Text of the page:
Kudos to the Dept. of Agriculture executive who took on the bogus promotion selection system at Agriculture and won big. She filed an (EEO) complaint alleging that she was discriminated against based on her gender when from 2010 to the present Agriculture failed to pay her at a level similar to a male employee performing similar work. She claimed that violated the Equal Pay Act (EPA) and Title VII of the Civil Rights Act of 1964.  In May 2010, the Agency offered the Complainant the position of Associate Chief Information Officer (ACIO), at a starting salary of $159,416, lower than her male predecessor’s starting salary of $172,200 in 2008.  HR tried to explain this away by claiming that the Complainant and her male comparator were hired by different people and therefore there was no intent to discriminate. Sounds hugely bogus to us, but EEOC slapped Agriculture’s argument down by pointing out that. . .

1-intent to discriminate is not a necessary element to prove an EPA violation, but more importantly

2-HR had no actual evidence from either CIO involved in setting the salaries as to how they made their decisions. Apparently, HR wanted EEOC to take its word for it.

HR then proclaimed that Complainant’s predecessor had impressive private sector experience Complainant did not possess.  That might have helped HR except for the fact that once again HR failed to produce evidence or testimony at the hearing regarding the factors management considered in setting the predecessor’s salary. The record contained no evidence that the predecessor’s prior experience was actually a factor relied on to set his pay higher. Moreover, although Complainant’s first line supervisor recommended Complainant’s starting salary be $172,000, HR had no evidence explaining how the woman was only offered $159,416.00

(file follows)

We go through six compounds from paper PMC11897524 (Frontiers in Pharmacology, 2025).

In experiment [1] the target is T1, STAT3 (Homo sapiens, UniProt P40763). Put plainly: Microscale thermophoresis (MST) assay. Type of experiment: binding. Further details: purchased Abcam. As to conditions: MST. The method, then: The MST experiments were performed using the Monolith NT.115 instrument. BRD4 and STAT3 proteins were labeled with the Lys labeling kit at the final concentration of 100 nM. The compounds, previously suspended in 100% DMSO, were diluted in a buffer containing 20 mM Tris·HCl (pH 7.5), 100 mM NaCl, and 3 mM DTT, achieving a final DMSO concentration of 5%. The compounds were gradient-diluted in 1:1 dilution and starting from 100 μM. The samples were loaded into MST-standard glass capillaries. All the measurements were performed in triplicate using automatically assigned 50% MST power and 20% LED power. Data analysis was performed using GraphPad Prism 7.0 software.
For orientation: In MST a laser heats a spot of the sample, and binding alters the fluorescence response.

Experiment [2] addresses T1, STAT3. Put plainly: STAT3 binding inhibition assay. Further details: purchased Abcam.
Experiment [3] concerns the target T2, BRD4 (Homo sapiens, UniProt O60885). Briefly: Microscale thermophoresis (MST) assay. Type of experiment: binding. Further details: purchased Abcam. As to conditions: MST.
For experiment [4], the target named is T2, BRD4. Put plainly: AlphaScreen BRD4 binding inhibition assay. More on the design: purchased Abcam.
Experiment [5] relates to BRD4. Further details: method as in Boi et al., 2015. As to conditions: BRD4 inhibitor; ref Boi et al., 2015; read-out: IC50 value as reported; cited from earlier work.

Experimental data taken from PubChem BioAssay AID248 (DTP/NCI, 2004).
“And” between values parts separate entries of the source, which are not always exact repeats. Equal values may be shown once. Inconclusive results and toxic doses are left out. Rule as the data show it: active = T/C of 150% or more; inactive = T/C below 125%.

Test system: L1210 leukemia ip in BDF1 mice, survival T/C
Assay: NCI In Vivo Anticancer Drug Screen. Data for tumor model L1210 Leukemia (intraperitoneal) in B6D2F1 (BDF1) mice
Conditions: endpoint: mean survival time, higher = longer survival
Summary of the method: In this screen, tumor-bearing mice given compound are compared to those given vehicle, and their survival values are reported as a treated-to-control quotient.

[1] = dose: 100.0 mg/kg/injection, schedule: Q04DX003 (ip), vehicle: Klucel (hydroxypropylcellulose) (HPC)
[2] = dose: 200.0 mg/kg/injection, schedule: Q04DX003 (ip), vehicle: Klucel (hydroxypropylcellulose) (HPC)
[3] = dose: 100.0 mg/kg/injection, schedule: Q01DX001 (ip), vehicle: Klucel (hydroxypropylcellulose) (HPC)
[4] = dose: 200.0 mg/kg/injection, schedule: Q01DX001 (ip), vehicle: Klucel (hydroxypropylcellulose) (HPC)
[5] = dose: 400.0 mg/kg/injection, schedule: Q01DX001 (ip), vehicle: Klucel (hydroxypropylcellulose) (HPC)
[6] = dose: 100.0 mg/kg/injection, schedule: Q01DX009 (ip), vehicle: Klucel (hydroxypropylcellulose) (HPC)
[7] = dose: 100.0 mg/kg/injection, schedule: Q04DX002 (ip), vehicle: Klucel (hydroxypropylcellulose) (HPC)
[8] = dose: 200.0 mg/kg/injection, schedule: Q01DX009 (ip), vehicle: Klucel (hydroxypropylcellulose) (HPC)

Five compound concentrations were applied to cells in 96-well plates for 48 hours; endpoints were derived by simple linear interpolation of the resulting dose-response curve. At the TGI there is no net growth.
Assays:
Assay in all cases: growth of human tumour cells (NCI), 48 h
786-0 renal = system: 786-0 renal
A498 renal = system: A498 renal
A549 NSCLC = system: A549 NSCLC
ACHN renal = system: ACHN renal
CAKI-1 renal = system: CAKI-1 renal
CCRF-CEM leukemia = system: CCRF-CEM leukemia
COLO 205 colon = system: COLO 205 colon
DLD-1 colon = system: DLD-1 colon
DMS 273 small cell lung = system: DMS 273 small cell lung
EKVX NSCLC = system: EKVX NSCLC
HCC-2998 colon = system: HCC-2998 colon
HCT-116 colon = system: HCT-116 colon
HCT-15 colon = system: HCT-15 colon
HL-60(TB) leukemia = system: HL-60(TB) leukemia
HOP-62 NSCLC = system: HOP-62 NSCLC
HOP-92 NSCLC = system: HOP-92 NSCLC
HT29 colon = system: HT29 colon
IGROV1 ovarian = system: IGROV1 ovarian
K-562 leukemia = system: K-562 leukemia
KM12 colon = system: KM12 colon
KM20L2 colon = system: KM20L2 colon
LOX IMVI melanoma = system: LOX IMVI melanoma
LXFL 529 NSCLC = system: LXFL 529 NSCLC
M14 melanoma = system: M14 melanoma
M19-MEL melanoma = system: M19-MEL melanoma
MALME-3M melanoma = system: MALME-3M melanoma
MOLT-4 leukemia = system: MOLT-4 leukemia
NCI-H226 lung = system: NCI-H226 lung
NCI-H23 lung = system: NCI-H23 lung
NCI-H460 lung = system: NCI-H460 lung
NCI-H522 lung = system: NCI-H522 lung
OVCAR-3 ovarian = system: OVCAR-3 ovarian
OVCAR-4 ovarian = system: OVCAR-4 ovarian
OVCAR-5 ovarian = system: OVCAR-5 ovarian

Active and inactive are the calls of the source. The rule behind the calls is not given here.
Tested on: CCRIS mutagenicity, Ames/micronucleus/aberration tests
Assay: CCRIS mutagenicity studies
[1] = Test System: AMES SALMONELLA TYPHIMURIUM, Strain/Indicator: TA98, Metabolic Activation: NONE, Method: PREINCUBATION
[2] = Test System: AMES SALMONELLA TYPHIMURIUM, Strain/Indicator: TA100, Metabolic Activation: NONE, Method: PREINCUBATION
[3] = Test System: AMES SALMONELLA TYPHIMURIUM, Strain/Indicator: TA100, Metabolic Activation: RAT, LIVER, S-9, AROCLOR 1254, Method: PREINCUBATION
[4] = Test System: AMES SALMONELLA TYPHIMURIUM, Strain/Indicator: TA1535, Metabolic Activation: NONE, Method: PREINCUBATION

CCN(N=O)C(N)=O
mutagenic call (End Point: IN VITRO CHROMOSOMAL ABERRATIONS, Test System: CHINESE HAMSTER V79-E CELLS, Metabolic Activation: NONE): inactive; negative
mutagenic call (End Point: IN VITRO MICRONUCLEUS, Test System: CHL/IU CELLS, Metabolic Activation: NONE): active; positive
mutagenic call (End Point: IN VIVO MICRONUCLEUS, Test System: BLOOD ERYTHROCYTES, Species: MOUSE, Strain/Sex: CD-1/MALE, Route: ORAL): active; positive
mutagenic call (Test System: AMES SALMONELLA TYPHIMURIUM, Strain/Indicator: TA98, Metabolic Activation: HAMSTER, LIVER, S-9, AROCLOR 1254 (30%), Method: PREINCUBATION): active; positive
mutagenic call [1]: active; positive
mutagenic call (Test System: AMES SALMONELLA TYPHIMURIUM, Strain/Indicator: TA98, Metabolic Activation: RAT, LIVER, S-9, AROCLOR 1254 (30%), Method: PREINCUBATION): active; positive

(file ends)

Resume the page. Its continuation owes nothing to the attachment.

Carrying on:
EEOC wrapped up its analysis with the following words, “Based on the vague references to possible reasons for the pay disparity and lack of information reflecting how the salary of Complainant and her predecessor was set, we concluded the Agency failed to satisfy its burden by a preponderance of the evidence to show that the pay differential was based on a factor other than sex.”

We are passing along this case because of how clearly it shows that if an employee will just demand actual evidence to back up HR claims as to why they were not promoted (or reassigned or trained or given a bonus), it will often find HR has no actual evidence.  When the “management rights” sections of the federal employee labor laws were enacted most of the HR world concluded that would give them immunity from grievances and there was no need to fully document the basis for major personnel actions.  Cases like this demonstrate that employees and their union reps can get around the “management rights” provisions by invoking laws outside the labor laws to put a substantial burden on agencies’ HR shops to back up their often bogus claims.

EEOC rewarded the SES exec with back pay retroactive to 2010.  It also ordered the agency to double whatever amount that might be.  That’s because under the EPA employees get what are called “liquidated damages” or twice the amount of back pay owed.  Finally, it ordered the agency to also pay the employees compensatory damages. Our best guess is this executive is about to get a check for a quarter of a millions dollars due to sloppy HR work.

If you want to check out the case details you can find them in Mercedez A., Complainant, v.  Sonny Perdue, Secretary, Department of Agriculture, EEOC Request No. 2019004025, EEOC Appeal No. 0120170574 (2019).

About AdminUN

FEDSMILL staff has over 40 years of federal sector labor relations experience on the union as well as management side of the table and even some time as a neutral.
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